symptoms. Dosing and weaning should be monitored closely
while watching for signs of withdrawal. Weaning usually takes place in 10% increments. Point of Clarification. Methadone is no longer used as the primary
medication for withdrawal management in the pediatric population. If the withdrawal assessment tool scores remain
high during the weaning process, clonidine should be considered first. If the patient continues to show signs of
withdrawal despite receiving clonidine, then methadone may be considered. Codeine is indicated for pain control in oral
dosing. It is metabolized in the liver and excreted
in the urine. Adverse effects may include nausea, constipation,
dizziness, and drowsiness. Point of clarification. Please note that because of its pharmacology,
the pain relief from codeine may be extremely variable from patient to patient. Sedatives. Anxiety and pain are strongly related. Individuals who experience high levels of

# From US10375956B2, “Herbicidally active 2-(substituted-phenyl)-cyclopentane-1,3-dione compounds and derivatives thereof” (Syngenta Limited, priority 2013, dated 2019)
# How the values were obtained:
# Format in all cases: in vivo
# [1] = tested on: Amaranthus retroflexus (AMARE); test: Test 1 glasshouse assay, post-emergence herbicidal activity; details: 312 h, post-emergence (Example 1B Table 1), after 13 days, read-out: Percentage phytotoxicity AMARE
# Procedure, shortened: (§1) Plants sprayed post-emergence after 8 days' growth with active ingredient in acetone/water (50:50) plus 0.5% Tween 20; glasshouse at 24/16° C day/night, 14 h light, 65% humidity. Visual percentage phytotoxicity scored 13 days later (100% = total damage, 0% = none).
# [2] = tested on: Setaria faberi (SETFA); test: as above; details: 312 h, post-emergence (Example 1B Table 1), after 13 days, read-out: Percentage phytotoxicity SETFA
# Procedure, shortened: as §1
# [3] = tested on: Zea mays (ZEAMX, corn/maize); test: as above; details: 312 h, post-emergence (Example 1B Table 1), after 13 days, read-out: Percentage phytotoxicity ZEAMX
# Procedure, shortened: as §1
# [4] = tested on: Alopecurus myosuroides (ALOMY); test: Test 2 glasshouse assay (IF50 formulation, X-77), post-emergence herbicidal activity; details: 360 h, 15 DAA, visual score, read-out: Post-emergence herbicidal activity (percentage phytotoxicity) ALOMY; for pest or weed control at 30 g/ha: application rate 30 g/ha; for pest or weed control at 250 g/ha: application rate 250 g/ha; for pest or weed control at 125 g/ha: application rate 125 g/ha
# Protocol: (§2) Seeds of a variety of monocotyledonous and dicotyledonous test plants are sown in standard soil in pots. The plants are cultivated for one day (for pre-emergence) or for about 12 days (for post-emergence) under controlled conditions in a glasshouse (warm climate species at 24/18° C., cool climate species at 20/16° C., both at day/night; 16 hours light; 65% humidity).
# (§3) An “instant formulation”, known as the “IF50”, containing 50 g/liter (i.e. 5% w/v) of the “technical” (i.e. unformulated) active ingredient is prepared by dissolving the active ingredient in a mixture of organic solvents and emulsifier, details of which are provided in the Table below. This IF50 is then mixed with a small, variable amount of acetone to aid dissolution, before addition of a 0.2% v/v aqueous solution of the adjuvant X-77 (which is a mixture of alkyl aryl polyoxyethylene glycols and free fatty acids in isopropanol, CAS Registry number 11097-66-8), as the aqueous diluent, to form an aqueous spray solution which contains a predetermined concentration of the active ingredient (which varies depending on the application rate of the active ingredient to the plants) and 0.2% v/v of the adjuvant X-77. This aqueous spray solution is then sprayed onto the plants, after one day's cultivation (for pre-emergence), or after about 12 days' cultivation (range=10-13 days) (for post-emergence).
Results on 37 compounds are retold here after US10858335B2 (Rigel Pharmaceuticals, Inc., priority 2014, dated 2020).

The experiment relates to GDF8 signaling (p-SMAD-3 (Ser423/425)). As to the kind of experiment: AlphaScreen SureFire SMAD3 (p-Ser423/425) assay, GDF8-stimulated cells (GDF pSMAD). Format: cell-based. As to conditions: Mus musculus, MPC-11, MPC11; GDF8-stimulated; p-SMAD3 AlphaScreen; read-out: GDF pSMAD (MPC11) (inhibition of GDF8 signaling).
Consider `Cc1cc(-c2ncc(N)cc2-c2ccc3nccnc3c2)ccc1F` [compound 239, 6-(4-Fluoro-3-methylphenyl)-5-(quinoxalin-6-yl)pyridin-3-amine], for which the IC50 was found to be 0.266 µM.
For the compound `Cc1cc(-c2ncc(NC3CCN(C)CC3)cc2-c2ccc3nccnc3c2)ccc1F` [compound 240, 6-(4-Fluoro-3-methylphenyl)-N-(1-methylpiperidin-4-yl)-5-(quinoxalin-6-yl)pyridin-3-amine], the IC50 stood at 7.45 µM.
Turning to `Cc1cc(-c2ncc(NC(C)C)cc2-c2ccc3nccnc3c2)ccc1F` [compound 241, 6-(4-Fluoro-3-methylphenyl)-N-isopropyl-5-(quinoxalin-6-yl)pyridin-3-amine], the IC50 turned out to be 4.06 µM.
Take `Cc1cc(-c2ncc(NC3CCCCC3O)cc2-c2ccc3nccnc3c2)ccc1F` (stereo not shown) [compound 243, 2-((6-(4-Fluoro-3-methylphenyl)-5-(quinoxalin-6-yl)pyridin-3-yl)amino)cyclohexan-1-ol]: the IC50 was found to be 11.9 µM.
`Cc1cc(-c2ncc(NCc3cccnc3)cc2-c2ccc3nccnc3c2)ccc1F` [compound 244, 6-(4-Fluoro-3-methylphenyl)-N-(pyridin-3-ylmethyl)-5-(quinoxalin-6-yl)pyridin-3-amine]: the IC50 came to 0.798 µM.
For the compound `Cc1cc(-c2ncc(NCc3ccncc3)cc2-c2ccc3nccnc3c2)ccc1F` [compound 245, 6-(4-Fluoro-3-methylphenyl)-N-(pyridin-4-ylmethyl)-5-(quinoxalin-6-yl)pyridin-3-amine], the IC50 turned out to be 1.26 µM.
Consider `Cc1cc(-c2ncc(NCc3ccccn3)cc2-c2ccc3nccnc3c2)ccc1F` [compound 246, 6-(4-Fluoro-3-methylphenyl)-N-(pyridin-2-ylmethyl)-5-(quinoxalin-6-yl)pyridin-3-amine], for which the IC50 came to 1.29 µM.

anxiety also tend to have higher incidence of pain. Unrelieved pain has the potential to increase
anxiety levels. When a patient’s stress level is high, it
makes it more difficult to control the patient’s pain. Sedatives relieve anxiety. Chloral hydrate is used for medical procedures. The onset of action is 15 to 30 minutes. Adverse effects include excitability and uncooperativeness. Excessive sedation may lead to respiratory
depression. Benzodiazepines are used as a hypnotic and
anti-convulsant. Negative effects include dose dependency,
respiratory depression, hypotension, tolerance, and withdrawal. Benzodiazepines are a sedative used to treat
anxiety and may be used in conjunction with analgesics to treat pain. Diazepam is used as a sedative, as well as
an anti-convulsant. It is an anti-anxiety agent and a hypnotic. Midazolam can be used continuously or as an
infusion with a short onset of action. Lorazepam is indicated for long-term sedation
and withdrawal management. Anesthetic Agents. Ketamine is indicated for short term anesthesia
and analgesia, and for intensive care unit procedures. It is a rapid onset with a short duration